How many mugs could one teacher possibly need? Or candles. Or those little inspirational signs with quotes like, “you don’t just teach, you inspire” or “the wonder of teaching is watching caterpillars become butterflies.” Really?
Every year I go through this and every year I feel like there are no words, mugs or candles that smell like every mixed drink from here to Havana sufficient enough to articulate my sincere gratitude for the people who put up with my kids 180 days out of the year.
And so I’m strolling through TJ Maxx the other night, waiting for my middle schooler — who insisted at 8:15 p.m. on a Wednesday that every single article of clothing in her closet was no longer worthy for the wearing and that there was no conceivable way she would even consider being in attendance at school on Thursday without the perfect pair of jeans that looked like they maybe went through a paper shredder/got run over by a garbage truck paired with something presented as a shirt of suitable school attire but upon further inspection was indeed an undergarment — when I found myself in the mug aisle.
It is a great place to hide, by the way, if you ever find yourself in the predicament of having to tell your tween-age daughter that she cannot buy a $124 pair of Converse sneakers or a mini-fridge, and so there I stood, perusing ceramics, wondering what a good mug alternative might be for anyone who has to bear witness to bare midriffs and what used to be jeans all day.
I suppose if anything, a mug didn’t seem big enough. I mean if I were working with middle schoolers all day, I’m pretty sure I’d want something more along the lines of a bowl or a keg, a coffee keg for the Middlebrook staff lounge.
“Do you sell those here? Where can I find a teacher gift that’s not a mug?” I asked the saleswoman, who promptly directed me to the candle aisle but something about buying a pina colada-scented, four-wick for the saint of a woman tasked with reading my daughter’s essay on “Why Ariana Grande should be president” when really she deserved the real deal with a side of chips and guac and maybe a mariachi band playing in the background, left me, for lack of a better word, languishing.
It takes a special kind of human to work with middle schoolers and maybe a touch of insanity. Yes, every time I drive the seven minutes to Middlebrook in the morning, choosing my words (and the radio station) wisely, being beyond careful not to comment on the undergarment of further inspection or roadkill jeans, I am thankful (in no particular order) for Dr. Priest, Mrs. Nobles, Bill Gerundo, Nurse Nancy, the nice woman whose name I don’t know but who stands outside and greets population puberty with a smile plastered to her pretty face — you are the wind beneath my wings.
Ms. Schlitz and Ms. LaBarbera, I’ll miss you most of all from June 22 through August-can’t-come-soon-enough-29. From me to you please enjoy a well-deserved reprieve from no shortage of excruciatingly inane excuses that the dog we don’t have ate the homework she didn’t do. Eat, drink (heavily) and be merrier than a mariachi band every time you have the pleasure not to write a hall pass for another hysterical headache or hangnail. I’m sure I don’t have to tell you, Imperfect Attendance doesn’t win itself these days.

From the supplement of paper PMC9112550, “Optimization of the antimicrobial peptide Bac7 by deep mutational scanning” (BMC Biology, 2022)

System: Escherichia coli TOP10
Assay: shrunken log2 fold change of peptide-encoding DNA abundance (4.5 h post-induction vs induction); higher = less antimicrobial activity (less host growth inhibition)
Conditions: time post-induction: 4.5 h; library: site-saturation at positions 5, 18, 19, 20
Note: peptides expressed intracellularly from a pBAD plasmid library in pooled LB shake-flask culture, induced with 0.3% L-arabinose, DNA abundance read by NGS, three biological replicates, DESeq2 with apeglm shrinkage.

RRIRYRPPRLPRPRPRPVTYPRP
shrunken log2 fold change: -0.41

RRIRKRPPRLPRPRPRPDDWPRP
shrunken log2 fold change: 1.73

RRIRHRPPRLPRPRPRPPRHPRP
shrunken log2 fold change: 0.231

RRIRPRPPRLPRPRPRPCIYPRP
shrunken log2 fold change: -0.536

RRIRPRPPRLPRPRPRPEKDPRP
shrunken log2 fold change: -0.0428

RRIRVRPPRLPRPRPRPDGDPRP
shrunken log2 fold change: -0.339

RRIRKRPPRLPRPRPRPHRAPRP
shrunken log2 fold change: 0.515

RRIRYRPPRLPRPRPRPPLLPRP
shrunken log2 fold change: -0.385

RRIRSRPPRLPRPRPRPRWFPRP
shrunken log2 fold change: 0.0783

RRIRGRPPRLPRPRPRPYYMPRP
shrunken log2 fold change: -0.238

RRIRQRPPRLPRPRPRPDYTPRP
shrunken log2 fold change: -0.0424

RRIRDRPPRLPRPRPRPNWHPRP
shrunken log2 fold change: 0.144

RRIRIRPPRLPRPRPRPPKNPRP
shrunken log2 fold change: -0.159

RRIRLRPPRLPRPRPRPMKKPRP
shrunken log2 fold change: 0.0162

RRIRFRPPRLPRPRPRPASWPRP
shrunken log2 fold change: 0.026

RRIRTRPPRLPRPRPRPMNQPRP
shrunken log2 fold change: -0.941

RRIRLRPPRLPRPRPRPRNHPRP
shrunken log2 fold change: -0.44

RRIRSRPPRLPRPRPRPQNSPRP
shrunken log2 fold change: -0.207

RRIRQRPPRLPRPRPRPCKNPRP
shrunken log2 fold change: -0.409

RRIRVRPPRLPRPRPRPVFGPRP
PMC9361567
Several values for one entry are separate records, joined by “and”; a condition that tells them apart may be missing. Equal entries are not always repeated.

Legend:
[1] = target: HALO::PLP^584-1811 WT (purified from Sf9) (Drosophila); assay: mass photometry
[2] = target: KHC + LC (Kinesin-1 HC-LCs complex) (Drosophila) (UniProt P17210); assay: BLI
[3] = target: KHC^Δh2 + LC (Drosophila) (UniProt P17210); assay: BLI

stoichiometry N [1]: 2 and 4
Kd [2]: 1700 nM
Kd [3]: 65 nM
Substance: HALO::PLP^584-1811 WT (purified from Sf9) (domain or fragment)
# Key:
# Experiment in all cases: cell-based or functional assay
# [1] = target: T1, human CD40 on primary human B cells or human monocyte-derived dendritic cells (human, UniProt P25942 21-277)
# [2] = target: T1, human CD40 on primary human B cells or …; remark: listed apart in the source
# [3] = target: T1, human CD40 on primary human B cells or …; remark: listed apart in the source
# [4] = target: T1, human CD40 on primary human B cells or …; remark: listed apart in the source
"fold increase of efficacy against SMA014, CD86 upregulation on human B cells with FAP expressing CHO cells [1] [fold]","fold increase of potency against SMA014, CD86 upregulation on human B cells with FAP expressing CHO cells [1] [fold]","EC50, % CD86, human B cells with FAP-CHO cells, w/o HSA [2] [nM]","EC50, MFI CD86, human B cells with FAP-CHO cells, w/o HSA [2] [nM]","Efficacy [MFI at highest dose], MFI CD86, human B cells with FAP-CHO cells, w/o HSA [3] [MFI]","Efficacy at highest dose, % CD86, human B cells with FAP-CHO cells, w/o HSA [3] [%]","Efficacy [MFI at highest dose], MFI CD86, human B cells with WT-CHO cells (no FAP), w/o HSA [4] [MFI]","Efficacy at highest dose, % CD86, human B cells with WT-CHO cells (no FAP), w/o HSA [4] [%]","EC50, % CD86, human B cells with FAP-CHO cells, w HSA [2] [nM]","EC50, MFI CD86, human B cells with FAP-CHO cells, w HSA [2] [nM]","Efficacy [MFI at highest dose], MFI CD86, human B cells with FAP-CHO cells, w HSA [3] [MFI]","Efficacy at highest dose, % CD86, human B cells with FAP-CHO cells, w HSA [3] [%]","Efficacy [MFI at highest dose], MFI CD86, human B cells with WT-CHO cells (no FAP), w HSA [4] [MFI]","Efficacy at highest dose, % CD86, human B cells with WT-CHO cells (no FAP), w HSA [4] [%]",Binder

In closing, I will not be purchasing you mugs this year or bowls or a keg the size of a kiddie pool for the staff lounge nor will I be showering you with candles one could definitely get inebriated on. There will be no sappy inspirational quotes about butterflies or caterpillars or any other disturbing insect analogies, no gift cards for lattes, that I myself can’t afford but refuse to acknowledge my addiction to. No. This year, good teachers of Middlebrook, I will be giving you one thing and one thing only, the ultimate gift really, the one that keeps on giving, at least for 10 weeks: a break from my daughter. I bet summer never looked so good, huh? You can break out those candles and mugs now. Oh, and by the way, you’re welcome.
Columnist Lesley Kirschner grew up quiet, in the woods, and devoid of siblings so her hobbies quickly became reading, writing, and talking to inanimate objects. She also spent a considerable amount of time doing voice-overs for her dolls and watching too much daytime television–channel 3, sometimes channel 8, if the weather was good and the antenna wasn’t acting up. She was in attendance at school, graduated from a very much not notable college not worth mentioning, and was transplanted to Wilton with her husband, Ambler Farm‘s Farmer Jonathan and their (baby makes) three children almost a decade ago. Although she never quite found her calling in life, other than perhaps the doll voice-overs, which in hindsight were eerily convincing, she’s happy to try her hand at writing and is thankful for the support and community she found on Facebook’s Buy Nothing Wilton. Lesley realizes while this is all very exciting, she’s not winning a Pulitzer so she’ll wrap it up and be quiet. She’s had a lot of practice.